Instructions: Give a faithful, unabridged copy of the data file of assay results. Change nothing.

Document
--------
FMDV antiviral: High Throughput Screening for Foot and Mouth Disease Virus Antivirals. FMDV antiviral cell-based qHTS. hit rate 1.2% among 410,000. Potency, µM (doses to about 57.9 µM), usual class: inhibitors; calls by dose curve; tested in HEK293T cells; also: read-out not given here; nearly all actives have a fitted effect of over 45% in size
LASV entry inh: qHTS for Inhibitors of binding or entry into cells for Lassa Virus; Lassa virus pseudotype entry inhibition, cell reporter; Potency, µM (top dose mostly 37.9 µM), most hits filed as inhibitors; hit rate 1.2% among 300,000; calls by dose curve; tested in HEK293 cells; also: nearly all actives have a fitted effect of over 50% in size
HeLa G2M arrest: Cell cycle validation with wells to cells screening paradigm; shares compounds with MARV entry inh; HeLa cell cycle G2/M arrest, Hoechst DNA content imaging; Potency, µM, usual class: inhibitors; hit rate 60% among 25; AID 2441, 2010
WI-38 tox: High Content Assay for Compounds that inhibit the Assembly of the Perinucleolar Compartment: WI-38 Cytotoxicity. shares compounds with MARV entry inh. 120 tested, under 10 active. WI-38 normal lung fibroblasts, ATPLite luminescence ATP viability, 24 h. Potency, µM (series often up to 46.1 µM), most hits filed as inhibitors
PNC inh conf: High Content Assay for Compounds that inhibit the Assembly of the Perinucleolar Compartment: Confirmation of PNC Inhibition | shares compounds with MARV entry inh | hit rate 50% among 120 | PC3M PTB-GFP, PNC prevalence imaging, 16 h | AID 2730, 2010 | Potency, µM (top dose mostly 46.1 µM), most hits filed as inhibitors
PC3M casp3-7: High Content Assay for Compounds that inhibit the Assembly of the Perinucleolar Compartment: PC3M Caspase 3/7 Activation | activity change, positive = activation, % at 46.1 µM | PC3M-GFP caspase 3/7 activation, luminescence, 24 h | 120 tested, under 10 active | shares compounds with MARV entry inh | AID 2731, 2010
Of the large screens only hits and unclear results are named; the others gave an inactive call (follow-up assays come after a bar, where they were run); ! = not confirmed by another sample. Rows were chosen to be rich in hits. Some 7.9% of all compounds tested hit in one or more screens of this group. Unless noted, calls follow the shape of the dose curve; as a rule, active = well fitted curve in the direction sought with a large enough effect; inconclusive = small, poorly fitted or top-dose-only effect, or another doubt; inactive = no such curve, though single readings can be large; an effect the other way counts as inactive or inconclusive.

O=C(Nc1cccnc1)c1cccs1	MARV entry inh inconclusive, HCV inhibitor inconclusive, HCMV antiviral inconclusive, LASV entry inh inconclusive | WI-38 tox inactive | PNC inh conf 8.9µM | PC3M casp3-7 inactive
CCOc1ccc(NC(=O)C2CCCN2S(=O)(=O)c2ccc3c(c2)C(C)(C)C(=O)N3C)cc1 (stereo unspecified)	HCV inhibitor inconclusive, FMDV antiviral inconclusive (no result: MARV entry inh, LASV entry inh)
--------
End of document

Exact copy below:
FMDV antiviral: High Throughput Screening for Foot and Mouth Disease Virus Antivirals. FMDV antiviral cell-based qHTS. hit rate 1.2% among 410,000. Potency, µM (doses to about 57.9 µM), usual class: inhibitors; calls by dose curve; tested in HEK293T cells; also: read-out not given here; nearly all actives have a fitted effect of over 45% in size
LASV entry inh: qHTS for Inhibitors of binding or entry into cells for Lassa Virus; Lassa virus pseudotype entry inhibition, cell reporter; Potency, µM (top dose mostly 37.9 µM), most hits filed as inhibitors; hit rate 1.2% among 300,000; calls by dose curve; tested in HEK293 cells; also: nearly all actives have a fitted effect of over 50% in size
HeLa G2M arrest: Cell cycle validation with wells to cells screening paradigm; shares compounds with MARV entry inh; HeLa cell cycle G2/M arrest, Hoechst DNA content imaging; Potency, µM, usual class: inhibitors; hit rate 60% among 25; AID 2441, 2010
WI-38 tox: High Content Assay for Compounds that inhibit the Assembly of the Perinucleolar Compartment: WI-38 Cytotoxicity. shares compounds with MARV entry inh. 120 tested, under 10 active. WI-38 normal lung fibroblasts, ATPLite luminescence ATP viability, 24 h. Potency, µM (series often up to 46.1 µM), most hits filed as inhibitors
PNC inh conf: High Content Assay for Compounds that inhibit the Assembly of the Perinucleolar Compartment: Confirmation of PNC Inhibition | shares compounds with MARV entry inh | hit rate 50% among 120 | PC3M PTB-GFP, PNC prevalence imaging, 16 h | AID 2730, 2010 | Potency, µM (top dose mostly 46.1 µM), most hits filed as inhibitors
PC3M casp3-7: High Content Assay for Compounds that inhibit the Assembly of the Perinucleolar Compartment: PC3M Caspase 3/7 Activation | activity change, positive = activation, % at 46.1 µM | PC3M-GFP caspase 3/7 activation, luminescence, 24 h | 120 tested, under 10 active | shares compounds with MARV entry inh | AID 2731, 2010
Of the large screens only hits and unclear results are named; the others gave an inactive call (follow-up assays come after a bar, where they were run); ! = not confirmed by another sample. Rows were chosen to be rich in hits. Some 7.9% of all compounds tested hit in one or more screens of this group. Unless noted, calls follow the shape of the dose curve; as a rule, active = well fitted curve in the direction sought with a large enough effect; inconclusive = small, poorly fitted or top-dose-only effect, or another doubt; inactive = no such curve, though single readings can be large; an effect the other way counts as inactive or inconclusive.

O=C(Nc1cccnc1)c1cccs1	MARV entry inh inconclusive, HCV inhibitor inconclusive, HCMV antiviral inconclusive, LASV entry inh inconclusive | WI-38 tox inactive | PNC inh conf 8.9µM | PC3M casp3-7 inactive
CCOc1ccc(NC(=O)C2CCCN2S(=O)(=O)c2ccc3c(c2)C(C)(C)C(=O)N3C)cc1 (stereo unspecified)	HCV inhibitor inconclusive, FMDV antiviral inconclusive (no result: MARV entry inh, LASV entry inh)